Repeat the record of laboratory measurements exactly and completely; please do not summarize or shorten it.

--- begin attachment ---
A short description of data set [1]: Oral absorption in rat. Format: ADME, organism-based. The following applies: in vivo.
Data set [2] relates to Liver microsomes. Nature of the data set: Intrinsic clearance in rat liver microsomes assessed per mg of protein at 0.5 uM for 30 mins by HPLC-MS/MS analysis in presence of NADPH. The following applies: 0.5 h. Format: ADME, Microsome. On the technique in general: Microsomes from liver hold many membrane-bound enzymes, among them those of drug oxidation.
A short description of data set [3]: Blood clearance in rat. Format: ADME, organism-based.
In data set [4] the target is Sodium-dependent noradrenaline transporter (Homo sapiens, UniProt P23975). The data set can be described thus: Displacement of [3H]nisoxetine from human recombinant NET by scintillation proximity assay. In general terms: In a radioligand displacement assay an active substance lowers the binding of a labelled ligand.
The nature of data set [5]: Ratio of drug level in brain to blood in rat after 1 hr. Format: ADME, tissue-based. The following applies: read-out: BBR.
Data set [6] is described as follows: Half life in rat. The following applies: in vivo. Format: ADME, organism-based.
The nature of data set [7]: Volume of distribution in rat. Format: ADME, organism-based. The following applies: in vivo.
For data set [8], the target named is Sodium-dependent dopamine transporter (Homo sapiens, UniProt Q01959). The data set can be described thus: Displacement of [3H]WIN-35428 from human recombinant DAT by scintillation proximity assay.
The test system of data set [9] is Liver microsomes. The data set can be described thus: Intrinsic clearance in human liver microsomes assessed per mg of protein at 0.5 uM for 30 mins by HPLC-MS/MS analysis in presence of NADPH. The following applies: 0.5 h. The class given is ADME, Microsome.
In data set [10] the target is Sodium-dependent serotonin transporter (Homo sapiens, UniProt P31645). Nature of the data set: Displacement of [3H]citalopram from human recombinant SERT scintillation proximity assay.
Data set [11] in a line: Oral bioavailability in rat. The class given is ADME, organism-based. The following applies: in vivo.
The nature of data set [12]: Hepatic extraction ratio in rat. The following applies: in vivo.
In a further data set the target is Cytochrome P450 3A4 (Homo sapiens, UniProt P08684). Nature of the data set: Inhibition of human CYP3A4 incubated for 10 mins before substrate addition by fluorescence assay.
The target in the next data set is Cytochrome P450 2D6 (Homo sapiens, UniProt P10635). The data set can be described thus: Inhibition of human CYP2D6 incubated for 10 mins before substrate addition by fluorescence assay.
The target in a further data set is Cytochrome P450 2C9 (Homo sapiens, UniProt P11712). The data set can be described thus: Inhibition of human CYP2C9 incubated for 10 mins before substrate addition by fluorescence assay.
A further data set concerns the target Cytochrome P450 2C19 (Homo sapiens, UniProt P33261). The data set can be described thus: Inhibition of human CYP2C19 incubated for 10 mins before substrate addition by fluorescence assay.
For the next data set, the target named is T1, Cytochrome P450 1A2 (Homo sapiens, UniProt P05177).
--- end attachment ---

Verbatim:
A short description of data set [1]: Oral absorption in rat. Format: ADME, organism-based. The following applies: in vivo.
Data set [2] relates to Liver microsomes. Nature of the data set: Intrinsic clearance in rat liver microsomes assessed per mg of protein at 0.5 uM for 30 mins by HPLC-MS/MS analysis in presence of NADPH. The following applies: 0.5 h. Format: ADME, Microsome. On the technique in general: Microsomes from liver hold many membrane-bound enzymes, among them those of drug oxidation.
A short description of data set [3]: Blood clearance in rat. Format: ADME, organism-based.
In data set [4] the target is Sodium-dependent noradrenaline transporter (Homo sapiens, UniProt P23975). The data set can be described thus: Displacement of [3H]nisoxetine from human recombinant NET by scintillation proximity assay. In general terms: In a radioligand displacement assay an active substance lowers the binding of a labelled ligand.
The nature of data set [5]: Ratio of drug level in brain to blood in rat after 1 hr. Format: ADME, tissue-based. The following applies: read-out: BBR.
Data set [6] is described as follows: Half life in rat. The following applies: in vivo. Format: ADME, organism-based.
The nature of data set [7]: Volume of distribution in rat. Format: ADME, organism-based. The following applies: in vivo.
For data set [8], the target named is Sodium-dependent dopamine transporter (Homo sapiens, UniProt Q01959). The data set can be described thus: Displacement of [3H]WIN-35428 from human recombinant DAT by scintillation proximity assay.
The test system of data set [9] is Liver microsomes. The data set can be described thus: Intrinsic clearance in human liver microsomes assessed per mg of protein at 0.5 uM for 30 mins by HPLC-MS/MS analysis in presence of NADPH. The following applies: 0.5 h. The class given is ADME, Microsome.
In data set [10] the target is Sodium-dependent serotonin transporter (Homo sapiens, UniProt P31645). Nature of the data set: Displacement of [3H]citalopram from human recombinant SERT scintillation proximity assay.
Data set [11] in a line: Oral bioavailability in rat. The class given is ADME, organism-based. The following applies: in vivo.
The nature of data set [12]: Hepatic extraction ratio in rat. The following applies: in vivo.
In a further data set the target is Cytochrome P450 3A4 (Homo sapiens, UniProt P08684). Nature of the data set: Inhibition of human CYP3A4 incubated for 10 mins before substrate addition by fluorescence assay.
The target in the next data set is Cytochrome P450 2D6 (Homo sapiens, UniProt P10635). The data set can be described thus: Inhibition of human CYP2D6 incubated for 10 mins before substrate addition by fluorescence assay.
The target in a further data set is Cytochrome P450 2C9 (Homo sapiens, UniProt P11712). The data set can be described thus: Inhibition of human CYP2C9 incubated for 10 mins before substrate addition by fluorescence assay.
A further data set concerns the target Cytochrome P450 2C19 (Homo sapiens, UniProt P33261). The data set can be described thus: Inhibition of human CYP2C19 incubated for 10 mins before substrate addition by fluorescence assay.
For the next data set, the target named is T1, Cytochrome P450 1A2 (Homo sapiens, UniProt P05177).